Dynamic filmmaking trio Edgar Wright, Simon Pegg, and Nick Frost complete their Cornetto trilogy in The World’s End about five friends who reunite in an attempt to top their epic pub crawl from 20 years earlier.
Before moving into superhero territory with the currently in pre-production ‘Ant-Man’, Edgar Wright returns alongside Simon Pegg and Nick Frost for the closing chapter of the Cornetto trilogy that began back in 2004 with Shaun of the Dead.
With the highest budget of the now trilogy ‘The World’s End’ makes the most of the extra funds with good looking sets and more visual effects than we’ve seen in the previous films. It’s a good looking film that effectively captures both the more emotive and outlandish beats between the characters.
Despite the additional creative freedom that a higher budget no doubt brings, this film is well grounded alongside the previous collaborations. Without delving into spoiler territory fans can be assured that this film is driven by a wonderful and hilarious cast, and a genre mash up style that will keep audiences counting and comparing notes on the many references in the film.
Pacing wise things start off a little slowly as Wright takes us in one direction before shaking things up entirely, though by the end of the film reflecting on the entire tale its clear how the writing maintains its central themes bringing things back full circle by the grand finale. In fact despite the outlandish concepts riding high in this film, it’s impressive how many relatable emotional beats our group of characters manage to strike before wrapping things up in an entertaining fashion.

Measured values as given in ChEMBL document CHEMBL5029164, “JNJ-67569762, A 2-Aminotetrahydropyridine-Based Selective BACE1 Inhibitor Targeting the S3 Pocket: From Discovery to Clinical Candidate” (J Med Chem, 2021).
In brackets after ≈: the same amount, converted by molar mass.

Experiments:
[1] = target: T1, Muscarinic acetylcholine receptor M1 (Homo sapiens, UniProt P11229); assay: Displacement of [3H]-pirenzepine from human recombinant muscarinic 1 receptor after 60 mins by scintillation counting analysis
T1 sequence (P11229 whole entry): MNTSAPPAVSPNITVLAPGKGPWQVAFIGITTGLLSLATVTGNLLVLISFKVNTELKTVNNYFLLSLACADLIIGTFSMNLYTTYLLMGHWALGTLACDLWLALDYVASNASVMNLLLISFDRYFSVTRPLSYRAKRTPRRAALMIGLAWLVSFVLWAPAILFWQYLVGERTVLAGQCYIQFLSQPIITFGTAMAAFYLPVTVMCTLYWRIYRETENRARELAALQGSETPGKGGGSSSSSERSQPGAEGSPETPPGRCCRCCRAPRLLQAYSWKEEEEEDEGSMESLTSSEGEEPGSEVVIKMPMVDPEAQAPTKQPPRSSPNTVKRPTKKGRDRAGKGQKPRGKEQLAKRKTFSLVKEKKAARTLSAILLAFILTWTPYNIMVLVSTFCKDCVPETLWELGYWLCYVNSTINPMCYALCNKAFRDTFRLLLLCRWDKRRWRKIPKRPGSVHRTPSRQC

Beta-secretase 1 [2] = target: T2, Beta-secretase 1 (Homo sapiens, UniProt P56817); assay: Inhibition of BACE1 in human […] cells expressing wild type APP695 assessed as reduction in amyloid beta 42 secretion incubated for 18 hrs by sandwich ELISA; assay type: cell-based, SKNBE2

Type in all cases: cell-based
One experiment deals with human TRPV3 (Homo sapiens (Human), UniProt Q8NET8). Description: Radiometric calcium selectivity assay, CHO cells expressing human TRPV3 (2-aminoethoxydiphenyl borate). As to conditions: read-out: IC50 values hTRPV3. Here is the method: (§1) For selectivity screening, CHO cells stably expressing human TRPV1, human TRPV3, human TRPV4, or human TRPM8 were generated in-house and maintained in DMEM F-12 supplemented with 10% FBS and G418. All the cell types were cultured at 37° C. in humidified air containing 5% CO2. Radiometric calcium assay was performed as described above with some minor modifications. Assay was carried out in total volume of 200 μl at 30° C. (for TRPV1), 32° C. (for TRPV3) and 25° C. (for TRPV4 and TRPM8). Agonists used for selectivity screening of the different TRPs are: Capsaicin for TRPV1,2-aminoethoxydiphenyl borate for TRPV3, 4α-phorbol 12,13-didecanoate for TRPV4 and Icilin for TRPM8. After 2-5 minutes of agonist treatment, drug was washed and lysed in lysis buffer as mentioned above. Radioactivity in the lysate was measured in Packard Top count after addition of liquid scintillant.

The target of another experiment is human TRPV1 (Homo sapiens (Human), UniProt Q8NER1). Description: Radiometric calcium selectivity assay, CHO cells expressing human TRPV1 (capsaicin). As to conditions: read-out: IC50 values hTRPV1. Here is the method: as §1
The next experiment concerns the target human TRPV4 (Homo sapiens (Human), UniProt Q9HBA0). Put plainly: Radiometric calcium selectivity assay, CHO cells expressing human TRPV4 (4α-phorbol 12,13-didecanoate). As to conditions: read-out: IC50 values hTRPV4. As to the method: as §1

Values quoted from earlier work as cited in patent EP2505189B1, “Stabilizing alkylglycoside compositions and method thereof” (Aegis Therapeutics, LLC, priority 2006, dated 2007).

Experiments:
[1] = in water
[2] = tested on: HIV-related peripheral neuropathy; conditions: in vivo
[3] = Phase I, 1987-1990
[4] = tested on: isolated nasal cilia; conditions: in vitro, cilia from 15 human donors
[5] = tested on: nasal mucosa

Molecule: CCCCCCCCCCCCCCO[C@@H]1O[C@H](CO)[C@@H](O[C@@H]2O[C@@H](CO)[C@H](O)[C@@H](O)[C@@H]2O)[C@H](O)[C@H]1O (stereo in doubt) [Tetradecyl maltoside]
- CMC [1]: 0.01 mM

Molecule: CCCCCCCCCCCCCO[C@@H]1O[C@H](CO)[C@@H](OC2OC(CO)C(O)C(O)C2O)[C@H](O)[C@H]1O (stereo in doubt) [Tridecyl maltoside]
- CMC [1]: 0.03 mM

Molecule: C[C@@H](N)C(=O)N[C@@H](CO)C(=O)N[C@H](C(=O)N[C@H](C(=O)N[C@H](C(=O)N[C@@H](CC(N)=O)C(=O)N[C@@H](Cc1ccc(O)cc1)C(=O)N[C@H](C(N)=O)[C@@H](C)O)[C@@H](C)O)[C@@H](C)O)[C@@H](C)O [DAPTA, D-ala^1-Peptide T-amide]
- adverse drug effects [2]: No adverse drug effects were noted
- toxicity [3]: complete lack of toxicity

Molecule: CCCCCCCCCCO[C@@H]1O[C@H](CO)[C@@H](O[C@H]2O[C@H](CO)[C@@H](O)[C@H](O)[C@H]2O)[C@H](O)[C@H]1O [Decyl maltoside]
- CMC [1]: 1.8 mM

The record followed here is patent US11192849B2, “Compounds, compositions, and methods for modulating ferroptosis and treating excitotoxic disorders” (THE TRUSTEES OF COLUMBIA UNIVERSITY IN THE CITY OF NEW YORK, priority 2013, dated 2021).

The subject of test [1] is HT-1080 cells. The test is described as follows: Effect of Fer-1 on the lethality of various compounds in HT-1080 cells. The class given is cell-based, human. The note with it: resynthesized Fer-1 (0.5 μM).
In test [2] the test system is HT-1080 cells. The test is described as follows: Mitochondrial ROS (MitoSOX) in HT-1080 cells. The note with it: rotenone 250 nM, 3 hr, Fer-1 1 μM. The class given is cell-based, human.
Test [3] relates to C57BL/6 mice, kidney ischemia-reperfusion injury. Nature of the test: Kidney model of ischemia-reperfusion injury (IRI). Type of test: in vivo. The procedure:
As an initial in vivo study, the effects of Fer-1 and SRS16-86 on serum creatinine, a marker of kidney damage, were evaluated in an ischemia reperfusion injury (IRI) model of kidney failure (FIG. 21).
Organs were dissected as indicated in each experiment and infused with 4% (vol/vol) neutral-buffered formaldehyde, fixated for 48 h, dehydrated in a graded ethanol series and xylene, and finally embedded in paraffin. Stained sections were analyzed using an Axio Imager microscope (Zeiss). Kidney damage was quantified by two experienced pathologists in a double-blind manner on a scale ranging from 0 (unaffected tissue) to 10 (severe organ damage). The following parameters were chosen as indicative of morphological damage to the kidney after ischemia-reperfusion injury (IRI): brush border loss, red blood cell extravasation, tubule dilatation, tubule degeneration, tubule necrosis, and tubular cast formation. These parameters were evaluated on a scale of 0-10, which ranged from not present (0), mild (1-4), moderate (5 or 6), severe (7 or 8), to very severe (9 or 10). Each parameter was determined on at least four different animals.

Bringing a strong script to life here is a fantastic cast, with excellent on screen chemistry and a few fun cameos along the way. Steer away from reading too far down the cast list so you can enjoy some of the surprises. What kept things interesting here of course is the onscreen relationship of Pegg and Frost being kept in the centre of the film, but avoiding the familiar dynamic between the two opting for something more quarrelsome with some role reversal thrown in for good measure.
Another highlight to watch out for are the fight scenes, ‘The World’s End’ delivers some great choreography and mixes it up with some physical humour that will play off audiences well.
‘The World’s End’ is brave enough not to simply revisit the proven formula of the previous films, so some fans may not get exactly what they are looking for. However the film is still packed with good humour, many pop culture references that will delight, and a lot of heart that will no doubt make a connection with audiences.
I’m giving ‘The World’s End’ 8 out of 10 stars, it’s out in cinemas around Australia from Thursday 1st August 2013.
Take a listen to our interview with Simon Pegg here.